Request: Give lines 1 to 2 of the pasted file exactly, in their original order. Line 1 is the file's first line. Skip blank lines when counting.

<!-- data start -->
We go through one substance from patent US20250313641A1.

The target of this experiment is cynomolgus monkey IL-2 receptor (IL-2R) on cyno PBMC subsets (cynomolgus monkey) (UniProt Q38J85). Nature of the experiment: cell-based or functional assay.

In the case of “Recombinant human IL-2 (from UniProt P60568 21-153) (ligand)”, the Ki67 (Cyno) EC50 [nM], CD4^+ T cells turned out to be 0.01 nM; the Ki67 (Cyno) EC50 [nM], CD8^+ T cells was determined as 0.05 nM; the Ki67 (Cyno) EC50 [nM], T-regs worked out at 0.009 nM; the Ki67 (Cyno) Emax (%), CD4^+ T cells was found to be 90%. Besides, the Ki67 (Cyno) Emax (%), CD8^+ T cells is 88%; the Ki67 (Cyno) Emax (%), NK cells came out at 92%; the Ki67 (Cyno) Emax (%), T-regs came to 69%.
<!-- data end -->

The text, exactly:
We go through one substance from patent US20250313641A1.

The target of this experiment is cynomolgus monkey IL-2 receptor (IL-2R) on cyno PBMC subsets (cynomolgus monkey) (UniProt Q38J85). Nature of the experiment: cell-based or functional assay.